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Nepal: Maoists still holding child soldiers




February 21, 2007

KATHMANDU -- The United Nations and several aid agencies in Nepal on Wednesday strongly urged the former Maoist rebels to return child soldiers to their families. Despite the peace agreement signed in November 2006, child soldiers have not been discharged by the Maoist People’s Liberation Army (PLA), although it has persistently denied recruiting children.

The Maoist group, also known as the Communist Party of Nepal-Maoist (CPN-M), waged an armed rebellion against the Nepalese state for more than a decade, demanding a communist republic and a new constitution.

Peace prevailed after successful talks with the government of an alliance of seven national parties after the end of direct rule by the Nepalese monarch, King Gyanendra, in April 2006.

But when the Maoists agreed to a UN-supervised management of weapons and troops, releasing the child soldiers was totally ignored by the Maoist leaders.

“The Maoists have failed to accept the recruitment of children into their army and party but the reality is that they are being hidden inside their camps,” said prominent child rights activist Gauri Pradhan, president of Child Workers in Nepal (CWIN), which has been fighting the political and economic exploitation of children.

Pradhan added that the activists investigating the issue of child soldiers in the field had enough evidence that the Maoists have not been truthful.

The report by the UN Secretary-General on “Children and Armed Conflict in Nepal”, released on Wednesday, provided evidence with documented cases that children continue to be recruited and used in various capacities.

The report, prepared by a task force of a coalition of international and national child protection agencies, initially found at least 512 cases of child recruitment in September 2006. As more investigations followed, the task force found more than 1,811 children associated with the armed forces and armed groups, also known as CAAFAG.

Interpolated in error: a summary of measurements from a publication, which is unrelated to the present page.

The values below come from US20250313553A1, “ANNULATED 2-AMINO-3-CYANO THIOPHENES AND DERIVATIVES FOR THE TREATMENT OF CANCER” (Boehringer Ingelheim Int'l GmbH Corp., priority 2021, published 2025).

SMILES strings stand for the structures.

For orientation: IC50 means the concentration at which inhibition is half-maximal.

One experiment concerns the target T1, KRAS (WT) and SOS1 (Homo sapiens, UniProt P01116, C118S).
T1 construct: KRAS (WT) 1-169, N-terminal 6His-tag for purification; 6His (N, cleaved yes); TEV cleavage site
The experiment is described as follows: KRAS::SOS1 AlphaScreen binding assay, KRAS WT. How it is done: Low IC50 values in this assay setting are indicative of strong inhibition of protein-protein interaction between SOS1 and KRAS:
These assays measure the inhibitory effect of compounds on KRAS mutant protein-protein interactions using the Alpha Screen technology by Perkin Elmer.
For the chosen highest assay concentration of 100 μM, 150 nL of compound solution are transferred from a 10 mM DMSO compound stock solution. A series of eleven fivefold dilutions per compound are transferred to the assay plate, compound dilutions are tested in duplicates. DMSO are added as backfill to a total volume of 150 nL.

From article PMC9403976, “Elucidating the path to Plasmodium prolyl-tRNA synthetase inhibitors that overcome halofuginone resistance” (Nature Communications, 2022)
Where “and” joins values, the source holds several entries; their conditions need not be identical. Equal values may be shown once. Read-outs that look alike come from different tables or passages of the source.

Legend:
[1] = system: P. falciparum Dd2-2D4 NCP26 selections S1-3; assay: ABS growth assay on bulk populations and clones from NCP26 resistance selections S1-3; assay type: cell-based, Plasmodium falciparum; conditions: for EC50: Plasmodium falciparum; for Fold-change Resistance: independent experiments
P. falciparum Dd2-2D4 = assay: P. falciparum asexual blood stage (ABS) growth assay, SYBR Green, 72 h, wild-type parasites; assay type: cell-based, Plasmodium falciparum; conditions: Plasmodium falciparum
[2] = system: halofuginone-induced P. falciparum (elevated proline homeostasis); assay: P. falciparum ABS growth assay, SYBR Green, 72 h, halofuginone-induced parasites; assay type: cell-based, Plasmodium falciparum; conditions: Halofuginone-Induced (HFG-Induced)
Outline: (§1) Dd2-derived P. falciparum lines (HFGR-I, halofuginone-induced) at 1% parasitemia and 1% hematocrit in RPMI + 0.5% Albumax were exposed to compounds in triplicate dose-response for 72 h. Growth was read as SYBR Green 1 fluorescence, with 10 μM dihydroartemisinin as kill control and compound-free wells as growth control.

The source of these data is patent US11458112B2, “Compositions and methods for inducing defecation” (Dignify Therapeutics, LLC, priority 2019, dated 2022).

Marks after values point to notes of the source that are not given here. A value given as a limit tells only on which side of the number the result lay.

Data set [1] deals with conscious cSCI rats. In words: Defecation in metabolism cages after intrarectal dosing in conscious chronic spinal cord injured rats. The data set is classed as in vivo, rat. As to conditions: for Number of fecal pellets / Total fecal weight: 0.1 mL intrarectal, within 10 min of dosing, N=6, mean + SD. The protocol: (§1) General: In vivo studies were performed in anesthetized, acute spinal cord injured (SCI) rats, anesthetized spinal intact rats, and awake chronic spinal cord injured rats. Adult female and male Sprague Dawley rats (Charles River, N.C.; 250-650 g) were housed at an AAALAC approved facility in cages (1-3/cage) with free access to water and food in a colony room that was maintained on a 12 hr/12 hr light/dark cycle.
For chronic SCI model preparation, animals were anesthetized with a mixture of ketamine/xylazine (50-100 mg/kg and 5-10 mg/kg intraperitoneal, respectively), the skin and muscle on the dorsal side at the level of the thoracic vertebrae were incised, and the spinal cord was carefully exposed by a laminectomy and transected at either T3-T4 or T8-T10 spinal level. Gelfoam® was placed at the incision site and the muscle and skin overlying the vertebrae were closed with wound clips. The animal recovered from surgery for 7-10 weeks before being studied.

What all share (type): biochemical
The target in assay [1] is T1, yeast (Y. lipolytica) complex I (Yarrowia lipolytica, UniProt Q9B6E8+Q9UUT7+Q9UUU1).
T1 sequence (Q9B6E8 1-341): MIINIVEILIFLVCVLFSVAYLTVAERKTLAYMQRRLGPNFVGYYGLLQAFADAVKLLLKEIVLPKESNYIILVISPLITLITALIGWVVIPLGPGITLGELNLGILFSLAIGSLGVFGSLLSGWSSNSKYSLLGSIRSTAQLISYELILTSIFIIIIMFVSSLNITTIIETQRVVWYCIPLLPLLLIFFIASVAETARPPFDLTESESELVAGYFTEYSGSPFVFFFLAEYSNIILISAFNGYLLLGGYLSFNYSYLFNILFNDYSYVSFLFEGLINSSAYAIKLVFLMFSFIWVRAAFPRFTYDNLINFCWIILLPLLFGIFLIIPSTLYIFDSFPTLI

“Very few boys and girls who were taken away from their homes have returned. We urge the CPN-M to stop the recruitment of children,” said Matthew Kahane, the UN resident coordinator. He asked the CPN-M to cooperate with the UN and child protection agencies to ensure the release of children associated with the PLA, militia and other CPN-M organisations.

There is no accurate estimate of the numbers of child soldiers but according to the Coalition to Stop the Use of Child Soldiers, about 20 percent of the 30,000 soldiers in the Maoist army are younger than 18.

“The Maoists still have the opportunity to release the child soldiers as our protection agencies are prepared to provide full support towards their rehabilitation and reintegration into mainstream society, but the constant denial by the Maoist leaders is only causing more damage to these children,” said Pradhan.

The UN Mission in Nepal (UNMIN) has completed the first phase of registering combatants and arms and is poised to start the second phase of registration and will also look into the issue of child soldiers.

“We have to ensure the demobilisation of child soldiers and we look forward to working with various agencies as the task moves forward,” said the UN Secretary-General’s personal representative in Nepal, Ian Martin, who also heads UNMIN.

Local and international activists say the Maoist leadership is not able to control their junior cadres at local level in the villages where the children continue to be recruited into the Maoist army.


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